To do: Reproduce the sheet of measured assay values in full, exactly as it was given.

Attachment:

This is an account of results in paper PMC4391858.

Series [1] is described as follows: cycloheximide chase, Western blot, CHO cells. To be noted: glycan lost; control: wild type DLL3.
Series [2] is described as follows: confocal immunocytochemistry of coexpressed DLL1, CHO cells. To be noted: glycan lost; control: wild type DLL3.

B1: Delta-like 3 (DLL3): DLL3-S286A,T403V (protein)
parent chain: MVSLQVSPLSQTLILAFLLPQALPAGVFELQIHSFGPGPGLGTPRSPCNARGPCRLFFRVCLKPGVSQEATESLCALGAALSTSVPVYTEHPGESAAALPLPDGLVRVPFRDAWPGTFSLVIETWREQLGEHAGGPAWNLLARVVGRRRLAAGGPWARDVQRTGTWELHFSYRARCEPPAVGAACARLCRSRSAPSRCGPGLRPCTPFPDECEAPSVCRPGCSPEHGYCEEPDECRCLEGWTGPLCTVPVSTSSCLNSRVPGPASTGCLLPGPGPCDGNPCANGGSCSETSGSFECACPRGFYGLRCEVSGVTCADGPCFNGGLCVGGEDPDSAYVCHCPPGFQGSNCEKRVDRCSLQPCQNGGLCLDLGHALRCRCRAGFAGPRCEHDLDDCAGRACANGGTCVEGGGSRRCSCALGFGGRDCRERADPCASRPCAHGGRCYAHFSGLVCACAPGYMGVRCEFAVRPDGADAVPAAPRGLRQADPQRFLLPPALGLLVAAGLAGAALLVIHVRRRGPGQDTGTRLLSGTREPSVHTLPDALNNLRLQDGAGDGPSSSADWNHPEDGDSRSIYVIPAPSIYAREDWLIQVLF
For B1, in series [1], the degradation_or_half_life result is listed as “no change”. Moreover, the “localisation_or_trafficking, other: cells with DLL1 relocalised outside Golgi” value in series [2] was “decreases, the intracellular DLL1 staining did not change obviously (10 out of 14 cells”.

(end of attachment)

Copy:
This is an account of results in paper PMC4391858.

Series [1] is described as follows: cycloheximide chase, Western blot, CHO cells. To be noted: glycan lost; control: wild type DLL3.
Series [2] is described as follows: confocal immunocytochemistry of coexpressed DLL1, CHO cells. To be noted: glycan lost; control: wild type DLL3.

B1: Delta-like 3 (DLL3): DLL3-S286A,T403V (protein)
parent chain: MVSLQVSPLSQTLILAFLLPQALPAGVFELQIHSFGPGPGLGTPRSPCNARGPCRLFFRVCLKPGVSQEATESLCALGAALSTSVPVYTEHPGESAAALPLPDGLVRVPFRDAWPGTFSLVIETWREQLGEHAGGPAWNLLARVVGRRRLAAGGPWARDVQRTGTWELHFSYRARCEPPAVGAACARLCRSRSAPSRCGPGLRPCTPFPDECEAPSVCRPGCSPEHGYCEEPDECRCLEGWTGPLCTVPVSTSSCLNSRVPGPASTGCLLPGPGPCDGNPCANGGSCSETSGSFECACPRGFYGLRCEVSGVTCADGPCFNGGLCVGGEDPDSAYVCHCPPGFQGSNCEKRVDRCSLQPCQNGGLCLDLGHALRCRCRAGFAGPRCEHDLDDCAGRACANGGTCVEGGGSRRCSCALGFGGRDCRERADPCASRPCAHGGRCYAHFSGLVCACAPGYMGVRCEFAVRPDGADAVPAAPRGLRQADPQRFLLPPALGLLVAAGLAGAALLVIHVRRRGPGQDTGTRLLSGTREPSVHTLPDALNNLRLQDGAGDGPSSSADWNHPEDGDSRSIYVIPAPSIYAREDWLIQVLF
For B1, in series [1], the degradation_or_half_life result is listed as “no change”. Moreover, the “localisation_or_trafficking, other: cells with DLL1 relocalised outside Golgi” value in series [2] was “decreases, the intracellular DLL1 staining did not change obviously (10 out of 14 cells”.